Galvez: General public vaccination ‘most likely’ to begin in May

THE government eyes vaccinating the general public against the coronavirus disease 2019 (Covid-19) by May once the bulk of procured jabs from AstraZeneca and Moderna arrive in the country, vaccine czar Carlito Galvez Jr. said.

Vaccine czar Carlito Galvez Jr.

With only about 1.1 million Covid-19 shots so far, the government’s vaccination drive that started on March 1 has prioritized the country’s 1.7 million health workers.

“Most likely, the massive vaccination will happen this coming May once the orders from AstraZeneca and Moderna arrive,” said Galvez, chief implementer of the National Task Force (NTF) Against Covid-19.

A total of 2,379,200 vaccine doses are expected to be delivered this March and 2.6 million doses of AstraZeneca in May.

The Philippines is also slated to receive five to eight million doses of vaccines by May, which include private sector-procured vaccines, some 200,00 doses of Moderna jabs, and two million doses of Sinovac’s CoronaVac.

Galvez said that the NTF was drafting a proposal to adopt the Program Evaluation and Review Technique and Critical Path Method model, which would allow the government to simultaneously launch the vaccination of other priority sectors, particularly the economic frontliners, through the help of the private sector.

“We will target different sectors simultaneously para maiksi ang (so we can shorten the) time with maximum output,” the vaccine czar said.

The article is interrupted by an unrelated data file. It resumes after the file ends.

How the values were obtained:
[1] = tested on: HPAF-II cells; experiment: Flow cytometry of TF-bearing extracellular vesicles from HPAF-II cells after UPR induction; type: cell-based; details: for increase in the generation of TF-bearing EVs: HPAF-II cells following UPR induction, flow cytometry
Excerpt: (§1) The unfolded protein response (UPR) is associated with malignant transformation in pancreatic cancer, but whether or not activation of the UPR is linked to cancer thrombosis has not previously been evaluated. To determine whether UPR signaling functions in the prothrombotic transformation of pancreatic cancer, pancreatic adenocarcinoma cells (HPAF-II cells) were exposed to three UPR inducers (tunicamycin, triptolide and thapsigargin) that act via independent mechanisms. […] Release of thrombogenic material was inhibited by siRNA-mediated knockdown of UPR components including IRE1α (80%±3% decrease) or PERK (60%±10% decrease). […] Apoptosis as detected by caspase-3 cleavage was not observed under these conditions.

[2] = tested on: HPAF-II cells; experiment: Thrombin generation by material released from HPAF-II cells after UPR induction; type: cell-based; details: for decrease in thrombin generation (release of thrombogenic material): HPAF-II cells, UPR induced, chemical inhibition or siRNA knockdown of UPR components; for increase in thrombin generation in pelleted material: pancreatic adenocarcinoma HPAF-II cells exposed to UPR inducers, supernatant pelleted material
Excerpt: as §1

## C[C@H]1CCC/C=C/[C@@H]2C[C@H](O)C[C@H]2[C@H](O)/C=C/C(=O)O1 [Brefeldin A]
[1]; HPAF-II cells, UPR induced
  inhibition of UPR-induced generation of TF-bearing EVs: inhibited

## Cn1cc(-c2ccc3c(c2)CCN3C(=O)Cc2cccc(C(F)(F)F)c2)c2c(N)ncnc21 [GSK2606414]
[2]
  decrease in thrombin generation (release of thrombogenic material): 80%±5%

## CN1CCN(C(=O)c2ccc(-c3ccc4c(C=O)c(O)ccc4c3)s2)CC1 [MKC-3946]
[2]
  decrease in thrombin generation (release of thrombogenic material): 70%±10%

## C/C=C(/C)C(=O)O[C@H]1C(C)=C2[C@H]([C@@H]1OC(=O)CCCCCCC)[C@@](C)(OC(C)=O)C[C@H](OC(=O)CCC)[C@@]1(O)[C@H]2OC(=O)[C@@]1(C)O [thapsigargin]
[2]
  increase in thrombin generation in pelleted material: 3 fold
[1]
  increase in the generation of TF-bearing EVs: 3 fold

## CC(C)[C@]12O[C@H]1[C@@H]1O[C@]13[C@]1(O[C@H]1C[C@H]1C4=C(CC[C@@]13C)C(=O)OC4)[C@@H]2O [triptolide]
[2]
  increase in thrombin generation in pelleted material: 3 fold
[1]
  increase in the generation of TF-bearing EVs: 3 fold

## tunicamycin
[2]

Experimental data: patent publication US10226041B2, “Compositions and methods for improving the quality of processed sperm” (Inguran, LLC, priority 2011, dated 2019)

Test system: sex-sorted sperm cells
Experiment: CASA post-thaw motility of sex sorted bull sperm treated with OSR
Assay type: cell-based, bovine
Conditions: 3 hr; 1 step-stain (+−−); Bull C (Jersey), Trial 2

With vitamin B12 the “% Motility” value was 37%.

Galvez said in FIlipino that once there is “full mobilization”, an increase in the rate of vaccination to 100,000 or even 250,000 a day is expected.

The priority groups for the vaccination were identified by the Interim National Immunization Technical Advisory Group.

Under the vaccination roadmap, the government will facilitate the vaccination of individuals under the A1 to A3 priority groups.

A1 category includes frontliners from private and public health institutions; health professionals; non-professionals such as students, nursing aides, janitors; village health workers; and national and local government front-liners.

The A2 category covers senior citizens while falling under A3 are individuals with comorbidities.

The private sector will facilitate the inoculation of Filipinos under the A4 priority group, such as uniformed personnel and other essential front-liners.

“We will target different targets at the same time. For example, the A1 to A3 priorities will be targeted by the national government and local government units while the A4 priority will be targeted by the private sector,” Galvez said.

“So once their [vaccine supplies] arrive, the national government and private sector will simultaneously target the different allocated population. With that, the resources and capability of other stakeholders will not be stagnant,” he added.

A total of 292,677 out of the total 1.7 million medical frontliners in the country have been inoculated against Covid-19 since the government kicked off its national vaccination program.

The government aims to inoculate 70 percent of the total population, or about 70 million Filipinos, before the end of the year.

This will supposedly trigger “herd immunity,” a form of indirect protection when a sufficient percentage of the population becomes immune to an infectious disease.

On Friday, the Philippines tallied 7,103 new coronavirus cases, a record daily increase in infections. This pushed the total number of confirmed Covid-19 cases to 648,066.